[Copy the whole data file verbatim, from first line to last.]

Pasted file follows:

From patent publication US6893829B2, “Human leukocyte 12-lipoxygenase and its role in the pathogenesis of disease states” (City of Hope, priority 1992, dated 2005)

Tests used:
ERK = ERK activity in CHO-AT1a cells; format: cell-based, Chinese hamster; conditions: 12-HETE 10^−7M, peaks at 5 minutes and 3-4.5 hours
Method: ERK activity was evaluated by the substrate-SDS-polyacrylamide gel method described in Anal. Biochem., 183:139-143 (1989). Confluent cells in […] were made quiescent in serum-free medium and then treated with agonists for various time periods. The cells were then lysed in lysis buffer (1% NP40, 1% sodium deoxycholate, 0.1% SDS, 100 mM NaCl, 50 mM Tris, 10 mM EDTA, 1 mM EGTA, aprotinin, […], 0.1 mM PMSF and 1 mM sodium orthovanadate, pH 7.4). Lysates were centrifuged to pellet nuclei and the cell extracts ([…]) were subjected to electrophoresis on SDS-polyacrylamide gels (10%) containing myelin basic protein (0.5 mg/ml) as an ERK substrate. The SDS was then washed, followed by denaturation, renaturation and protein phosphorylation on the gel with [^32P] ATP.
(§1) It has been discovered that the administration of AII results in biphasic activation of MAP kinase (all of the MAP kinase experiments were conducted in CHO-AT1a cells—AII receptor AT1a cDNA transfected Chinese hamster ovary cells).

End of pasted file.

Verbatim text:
From patent publication US6893829B2, “Human leukocyte 12-lipoxygenase and its role in the pathogenesis of disease states” (City of Hope, priority 1992, dated 2005)

Tests used:
ERK = ERK activity in CHO-AT1a cells; format: cell-based, Chinese hamster; conditions: 12-HETE 10^−7M, peaks at 5 minutes and 3-4.5 hours
Method: ERK activity was evaluated by the substrate-SDS-polyacrylamide gel method described in Anal. Biochem., 183:139-143 (1989). Confluent cells in […] were made quiescent in serum-free medium and then treated with agonists for various time periods. The cells were then lysed in lysis buffer (1% NP40, 1% sodium deoxycholate, 0.1% SDS, 100 mM NaCl, 50 mM Tris, 10 mM EDTA, 1 mM EGTA, aprotinin, […], 0.1 mM PMSF and 1 mM sodium orthovanadate, pH 7.4). Lysates were centrifuged to pellet nuclei and the cell extracts ([…]) were subjected to electrophoresis on SDS-polyacrylamide gels (10%) containing myelin basic protein (0.5 mg/ml) as an ERK substrate. The SDS was then washed, followed by denaturation, renaturation and protein phosphorylation on the gel with [^32P] ATP.
(§1) It has been discovered that the administration of AII results in biphasic activation of MAP kinase (all of the MAP kinase experiments were conducted in CHO-AT1a cells—AII receptor AT1a cDNA transfected Chinese hamster ovary cells).